no difference than any other panel with a main except the bus stays hot. In a typical MB panel, you still have hot conductors on the line side of the main unless the meter or cut outs are pulled.

Quote:

And many many many of them had the service drop and meter at one end of the house and the panel at the other end. This means that dozens of feet of un-fused service conductor runs through the house. I don't like that at all.
Through the house? Obviously, even without a defined distance in the code, this would be a violation of the current code.

Simply not a smart electrician on those jobs. A disco back by the meter would have been quite reasonable in those situations.

jamiedolan 11-30-2008 07:01 PM

Quote:

Originally Posted by InPhase277 (Post 191929)
The panel itself isn't the big problem I have. What I think is lousy is that almost every one I have replaced had no means whatsoever to disconnect the power except pulling the meter. And many many many of them had the service drop and meter at one end of the house and the panel at the other end. This means that dozens of feet of un-fused service conductor runs through the house. I don't like that at all.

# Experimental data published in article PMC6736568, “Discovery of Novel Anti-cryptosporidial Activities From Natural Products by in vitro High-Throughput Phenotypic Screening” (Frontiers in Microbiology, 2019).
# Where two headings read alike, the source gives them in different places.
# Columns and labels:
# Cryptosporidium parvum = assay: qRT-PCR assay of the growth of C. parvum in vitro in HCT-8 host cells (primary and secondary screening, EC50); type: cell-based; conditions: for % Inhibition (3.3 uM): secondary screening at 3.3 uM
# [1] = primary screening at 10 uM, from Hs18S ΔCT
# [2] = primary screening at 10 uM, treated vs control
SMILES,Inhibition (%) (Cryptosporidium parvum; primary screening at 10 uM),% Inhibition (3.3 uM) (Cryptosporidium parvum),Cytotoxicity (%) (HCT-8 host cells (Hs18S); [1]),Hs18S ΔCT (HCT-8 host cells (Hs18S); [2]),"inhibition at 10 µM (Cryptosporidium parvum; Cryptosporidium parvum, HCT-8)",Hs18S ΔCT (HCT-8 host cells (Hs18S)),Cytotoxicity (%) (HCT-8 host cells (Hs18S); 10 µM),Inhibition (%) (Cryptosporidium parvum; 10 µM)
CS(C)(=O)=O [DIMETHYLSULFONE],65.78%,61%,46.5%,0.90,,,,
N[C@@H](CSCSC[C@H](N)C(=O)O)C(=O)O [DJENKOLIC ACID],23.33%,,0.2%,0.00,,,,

I bet it was all NM SE style cable without a conduit? Sounds really dangerous. If someone was driving a screw / nail into the ceiling / floor and went into that cable... Bad situation.

I assume you install one of the combo meters or other external disconnects than run from that to the panel? Oh and if you do, then the "sub-panel" inside needs the neutral and grounds seperated. Ahh, I see why you are making a fortune on these.

Jamie

InPhase277 11-30-2008 08:23 PM

Quote:

Originally Posted by nap (Post 191937)
no difference than any other panel with a main except the bus stays hot. In a typical MB panel, you still have hot conductors on the line side of the main unless the meter or cut outs are pulled.

Through the house? Obviously, even without a defined distance in the code, this would be a violation of the current code.

Simply not a smart electrician on those jobs. A disco back by the meter would have been quite reasonable in those situations.

Apparently it was quite common. Several services I have replaced have had the service drop come in at some point like the peak of the roof at the end of the house, then travel inside the house to the meter base at another location. And from there onto the panel at yet another location within the house. I do not install a service without a disconnect on the exterior, except in Alabama. One EMC specs a meter base only. They would not allow me to use a meter/main. And the GEC had to terminate inside their base, instead of the main breaker panel or separate disco, which is usually the case due to accessibility reasons.

nap 11-30-2008 11:26 PM

up here in northern Indiana and southern Michigan, nodody installs an exterior disco. Just not done that way. We also do not run yardage of SE cable inside either though.

If you run service entrance conductors inside, it should either be in conduit (metal is my pref) or it should be SE style U cable. That way if a nail does hit it, it will short out. Big bang but the alternative can be mush worse.